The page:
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When it comes to your career, regret can trap you in the past and paralyze you from moving forward.

One survey found that two of the top five most common life regrets were tied to careers—from not pursuing one's passion to working too hard. Another recent poll found that 23 percent of workers regretted switching jobs. While some regrets are linked to significant career decisions, others revolve around smaller moments, like not speaking up in a meeting or not challenging a superior. But when it comes down to it, there are two kinds of regrets: one is based on our actions, and the other on our inaction. And it's the latter that really drags us down.

"Research shows that we regret more in the face of opportunity," writes Forbes' Caroline Beaton, who notes that millennials are particularly prone to career regrets. "Regrets of inaction are more prevalent, last longer and feel worse than action regrets in part because we associate them with greater (missed) opportunity. While regretting a specific action means just one alternative — not doing it — inaction signifies infinite possibility ("I could have done this, or this, or this")."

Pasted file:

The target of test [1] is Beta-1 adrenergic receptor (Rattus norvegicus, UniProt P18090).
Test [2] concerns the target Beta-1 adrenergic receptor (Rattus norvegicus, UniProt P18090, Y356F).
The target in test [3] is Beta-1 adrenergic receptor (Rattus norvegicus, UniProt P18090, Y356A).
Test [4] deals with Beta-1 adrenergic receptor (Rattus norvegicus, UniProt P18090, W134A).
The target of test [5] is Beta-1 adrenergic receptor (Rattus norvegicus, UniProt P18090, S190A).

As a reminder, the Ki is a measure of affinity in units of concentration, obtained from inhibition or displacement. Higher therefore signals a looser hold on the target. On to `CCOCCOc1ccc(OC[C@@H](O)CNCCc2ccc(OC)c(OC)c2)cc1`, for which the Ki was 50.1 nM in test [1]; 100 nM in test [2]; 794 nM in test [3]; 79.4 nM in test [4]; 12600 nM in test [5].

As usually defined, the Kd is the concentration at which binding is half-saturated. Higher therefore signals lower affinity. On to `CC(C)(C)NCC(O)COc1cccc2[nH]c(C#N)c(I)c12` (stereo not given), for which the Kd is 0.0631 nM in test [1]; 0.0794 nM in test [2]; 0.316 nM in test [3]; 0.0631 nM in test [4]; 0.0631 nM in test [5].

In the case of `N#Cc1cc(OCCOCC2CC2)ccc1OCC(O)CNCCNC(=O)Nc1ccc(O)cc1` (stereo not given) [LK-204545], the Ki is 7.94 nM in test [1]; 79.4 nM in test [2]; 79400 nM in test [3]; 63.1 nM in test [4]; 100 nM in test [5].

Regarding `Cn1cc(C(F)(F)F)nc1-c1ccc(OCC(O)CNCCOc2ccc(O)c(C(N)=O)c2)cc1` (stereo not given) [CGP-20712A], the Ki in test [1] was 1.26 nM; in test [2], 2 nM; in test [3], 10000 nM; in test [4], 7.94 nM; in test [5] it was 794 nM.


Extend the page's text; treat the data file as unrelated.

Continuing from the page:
Here's where things get really sticky: the more we regret, the more likely we are to resort to inaction. It's that fear of regret that "makes us stick with the status quo even if our reasoning or intuition says we shouldn't," writes Eyal Winter, Professor of Behavioral/Industrial Economics at Lancaster University, on The Conversation. "That makes people who are more prone to feel regret less likely to take risks."

That means the fewer risks we take when it comes to our career choices—from using our vacation days to pursuing our dream jobs—the more regrets we're likely accrue. So how do we stop this crazy-making cycle and move forward? The answers involve a little self-examination and some expert advice.

Rationalize Your Mistakes

Everyone make mistakes, it's how we choose to see them that determines whether they'll hold us back or propel us forward in the right direction. "Although it can be tough to hear it in the moment, more times than not, our career 'mistakes' end up being the best things for us," career coach Kristen Zavo tells FlexJobs. "They show us what we want—and don't want. They allow us to learn lessons, encounter challenges, and work with people that we might not have otherwise."